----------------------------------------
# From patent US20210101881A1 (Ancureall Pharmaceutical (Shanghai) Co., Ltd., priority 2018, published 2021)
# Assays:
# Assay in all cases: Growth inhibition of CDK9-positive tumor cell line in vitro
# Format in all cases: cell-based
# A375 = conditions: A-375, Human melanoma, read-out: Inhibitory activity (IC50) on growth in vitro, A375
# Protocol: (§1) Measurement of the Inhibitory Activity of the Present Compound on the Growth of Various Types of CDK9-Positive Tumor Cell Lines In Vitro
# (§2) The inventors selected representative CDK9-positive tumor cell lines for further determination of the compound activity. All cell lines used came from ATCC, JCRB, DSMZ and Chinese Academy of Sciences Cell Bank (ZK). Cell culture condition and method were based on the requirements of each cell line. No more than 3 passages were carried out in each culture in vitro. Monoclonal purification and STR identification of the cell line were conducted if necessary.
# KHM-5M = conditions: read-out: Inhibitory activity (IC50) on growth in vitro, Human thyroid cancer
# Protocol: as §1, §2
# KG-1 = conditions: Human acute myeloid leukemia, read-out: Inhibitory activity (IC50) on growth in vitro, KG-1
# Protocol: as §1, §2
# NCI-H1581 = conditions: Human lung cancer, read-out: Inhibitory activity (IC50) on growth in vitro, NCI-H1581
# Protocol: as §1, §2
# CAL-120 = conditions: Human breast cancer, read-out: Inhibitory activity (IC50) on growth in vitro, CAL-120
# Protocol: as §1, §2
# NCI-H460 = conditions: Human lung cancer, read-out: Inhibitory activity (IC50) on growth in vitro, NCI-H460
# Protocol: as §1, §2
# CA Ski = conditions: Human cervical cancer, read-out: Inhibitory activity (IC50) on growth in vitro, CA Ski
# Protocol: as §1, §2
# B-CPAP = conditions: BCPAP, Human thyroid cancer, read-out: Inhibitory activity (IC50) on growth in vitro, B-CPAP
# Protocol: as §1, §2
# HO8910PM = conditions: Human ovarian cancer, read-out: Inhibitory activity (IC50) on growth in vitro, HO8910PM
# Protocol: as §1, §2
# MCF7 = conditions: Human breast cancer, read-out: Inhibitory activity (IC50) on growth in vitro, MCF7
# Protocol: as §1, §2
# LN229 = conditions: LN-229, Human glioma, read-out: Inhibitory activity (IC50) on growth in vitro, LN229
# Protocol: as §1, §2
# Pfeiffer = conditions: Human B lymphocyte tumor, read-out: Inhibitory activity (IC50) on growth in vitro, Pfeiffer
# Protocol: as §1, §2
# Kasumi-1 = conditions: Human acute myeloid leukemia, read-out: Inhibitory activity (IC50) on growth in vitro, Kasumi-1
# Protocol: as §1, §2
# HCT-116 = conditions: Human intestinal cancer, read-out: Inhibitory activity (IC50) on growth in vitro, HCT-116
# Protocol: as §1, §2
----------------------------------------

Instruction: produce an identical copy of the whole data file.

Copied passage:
# From patent US20210101881A1 (Ancureall Pharmaceutical (Shanghai) Co., Ltd., priority 2018, published 2021)
# Assays:
# Assay in all cases: Growth inhibition of CDK9-positive tumor cell line in vitro
# Format in all cases: cell-based
# A375 = conditions: A-375, Human melanoma, read-out: Inhibitory activity (IC50) on growth in vitro, A375
# Protocol: (§1) Measurement of the Inhibitory Activity of the Present Compound on the Growth of Various Types of CDK9-Positive Tumor Cell Lines In Vitro
# (§2) The inventors selected representative CDK9-positive tumor cell lines for further determination of the compound activity. All cell lines used came from ATCC, JCRB, DSMZ and Chinese Academy of Sciences Cell Bank (ZK). Cell culture condition and method were based on the requirements of each cell line. No more than 3 passages were carried out in each culture in vitro. Monoclonal purification and STR identification of the cell line were conducted if necessary.
# KHM-5M = conditions: read-out: Inhibitory activity (IC50) on growth in vitro, Human thyroid cancer
# Protocol: as §1, §2
# KG-1 = conditions: Human acute myeloid leukemia, read-out: Inhibitory activity (IC50) on growth in vitro, KG-1
# Protocol: as §1, §2
# NCI-H1581 = conditions: Human lung cancer, read-out: Inhibitory activity (IC50) on growth in vitro, NCI-H1581
# Protocol: as §1, §2
# CAL-120 = conditions: Human breast cancer, read-out: Inhibitory activity (IC50) on growth in vitro, CAL-120
# Protocol: as §1, §2
# NCI-H460 = conditions: Human lung cancer, read-out: Inhibitory activity (IC50) on growth in vitro, NCI-H460
# Protocol: as §1, §2
# CA Ski = conditions: Human cervical cancer, read-out: Inhibitory activity (IC50) on growth in vitro, CA Ski
# Protocol: as §1, §2
# B-CPAP = conditions: BCPAP, Human thyroid cancer, read-out: Inhibitory activity (IC50) on growth in vitro, B-CPAP
# Protocol: as §1, §2
# HO8910PM = conditions: Human ovarian cancer, read-out: Inhibitory activity (IC50) on growth in vitro, HO8910PM
# Protocol: as §1, §2
# MCF7 = conditions: Human breast cancer, read-out: Inhibitory activity (IC50) on growth in vitro, MCF7
# Protocol: as §1, §2
# LN229 = conditions: LN-229, Human glioma, read-out: Inhibitory activity (IC50) on growth in vitro, LN229
# Protocol: as §1, §2
# Pfeiffer = conditions: Human B lymphocyte tumor, read-out: Inhibitory activity (IC50) on growth in vitro, Pfeiffer
# Protocol: as §1, §2
# Kasumi-1 = conditions: Human acute myeloid leukemia, read-out: Inhibitory activity (IC50) on growth in vitro, Kasumi-1
# Protocol: as §1, §2
# HCT-116 = conditions: Human intestinal cancer, read-out: Inhibitory activity (IC50) on growth in vitro, HCT-116
# Protocol: as §1, §2